Also, a JD is not a prerequisite for politics in this day and age. I worked with a couple campaigns while I was in college and the small business owner beats out the lawyer in almost every poll we did but it is possible that your future constituency will be different. Military service tends to help you MUCH more than a JD. I would do some serious research before jumping to the conclusion that, like 30 years ago, people still want to elect lawyers.

weso1 wrote:Could a 3.4/170 get a free ride anywhere, even a lower T1 or T2?"

I can't see that being a problem. However, you need to show serious interest (use your politician skills to convince them that you are not going to attend a higher ranked school) so you don't get yield protected away if you apply with a 170 LSAT.

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Re: I have a plan...

Postby downing » Sat Aug 27, 2011 11:49 am

good advice from everyone else here. If you scored in the 150s you could conceivably reach the 170s if you begin training at least 6 months ahead. 1 year seems like overkill. Logic games can be learned well within a month or two if you are diligent. They require just the application of certain diagramming rules which end up being rather methodical. For the logical reasoning questions learning to deal with necessity and sufficiency is another hurdle many LSAT takers must overcome, as well as time management, which is one of the most important skills. There are already a ton of great guides on TLS to refer to. I still think 1 year is overmuch.
For the record, I studied on and off for a year (the total amount of days/hours I spent studying was well below a year, however) and took it twice. Before taking it officially my cold attempt garnered me a 154. I received a 159 on the first official attempt, and a 165 on the second, though I was PTing between 168 and 171. Test day is all sorts of stress. And of course, supposing we all have our individual ceilings, they won't be apparent before we hit them, so good luck.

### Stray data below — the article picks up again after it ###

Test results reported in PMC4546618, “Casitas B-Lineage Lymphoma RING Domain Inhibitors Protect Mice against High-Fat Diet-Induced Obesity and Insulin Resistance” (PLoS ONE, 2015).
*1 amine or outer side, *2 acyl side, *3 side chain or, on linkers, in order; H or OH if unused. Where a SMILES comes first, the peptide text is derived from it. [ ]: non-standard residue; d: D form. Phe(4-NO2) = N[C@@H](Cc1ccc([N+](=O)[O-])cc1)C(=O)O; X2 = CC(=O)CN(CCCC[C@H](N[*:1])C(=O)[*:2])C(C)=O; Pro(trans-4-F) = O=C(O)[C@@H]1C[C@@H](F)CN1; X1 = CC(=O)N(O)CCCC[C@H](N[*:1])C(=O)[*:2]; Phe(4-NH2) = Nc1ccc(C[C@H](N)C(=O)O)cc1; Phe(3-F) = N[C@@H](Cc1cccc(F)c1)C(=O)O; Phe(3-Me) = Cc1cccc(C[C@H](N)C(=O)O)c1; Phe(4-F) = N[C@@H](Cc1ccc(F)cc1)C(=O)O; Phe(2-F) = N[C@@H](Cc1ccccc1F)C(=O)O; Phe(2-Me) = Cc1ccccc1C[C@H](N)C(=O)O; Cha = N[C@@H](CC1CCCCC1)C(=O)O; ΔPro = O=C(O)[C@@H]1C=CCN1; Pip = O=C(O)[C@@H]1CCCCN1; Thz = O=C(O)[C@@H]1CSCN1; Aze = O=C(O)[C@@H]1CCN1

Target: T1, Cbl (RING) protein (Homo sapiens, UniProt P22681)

Unlike other members here I don't think law school is a mistake for those who aspire to eventually pursue politics, though you'd probably have to work for at least a few years as an attorney of some sort before politics becomes available to you. If you don't want to do any lawyering whatsoever, however, going to law school may not work in your interests.

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Re: I have a plan...

Postby LawSchoolChampion » Sat Aug 27, 2011 2:06 pm

172+ on LSAT. Enjoy NW

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Re: I have a plan...

Postby WSJ_Law » Mon Aug 29, 2011 8:52 pm

Plan sucks HTH

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Re: I have a plan...

Postby bport hopeful » Mon Aug 29, 2011 8:57 pm

Americans dont like career politicians, and now youve put your career politicianing on the internet.

Your life is over.

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Re: I have a plan...

Postby johansantana21 » Mon Aug 29, 2011 8:59 pm

The people you know in real life are giving you all sorts of inaccurate info.

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Re: I have a plan...

Postby Grizz » Mon Aug 29, 2011 9:00 pm

Work on a campaign brah.

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Re: I have a plan...

Postby bport hopeful » Mon Aug 29, 2011 9:07 pm

johansantana21 wrote:The people you know in real life are giving you all sorts of inaccurate info.

When you gunna start hurlin again homie? We miss you.

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Re: I have a plan...

Postby Samara » Tue Aug 30, 2011 10:14 am

Grizz wrote:Work on a campaign brah.

Seriously, do this at the very least before committing to attending law school just for the political boost. As others have said, law school is not much of a boost in politics anymore and would be overshadowed by your military service. So I strongly suggest getting involved in politics before making this decision. As someone who was heavily involved and has gone cold turkey since moving to a different state, I can tell you that the political atmosphere is extremely toxic right now and if you try to jump in cold, you could very quickly find out that it's not for you. I kind of miss politics, but my life is so much better now that I'm free from that horrible world. We've become a tone-deaf, self-serving nation that is perfectly fine with bankrupting the country in the service of a minor political edge. Watching C-SPAN in high school could hardly be less similar to running for office. (Not to mention it's the oldest cliche in the book. I would drop that if I were you.) </rant>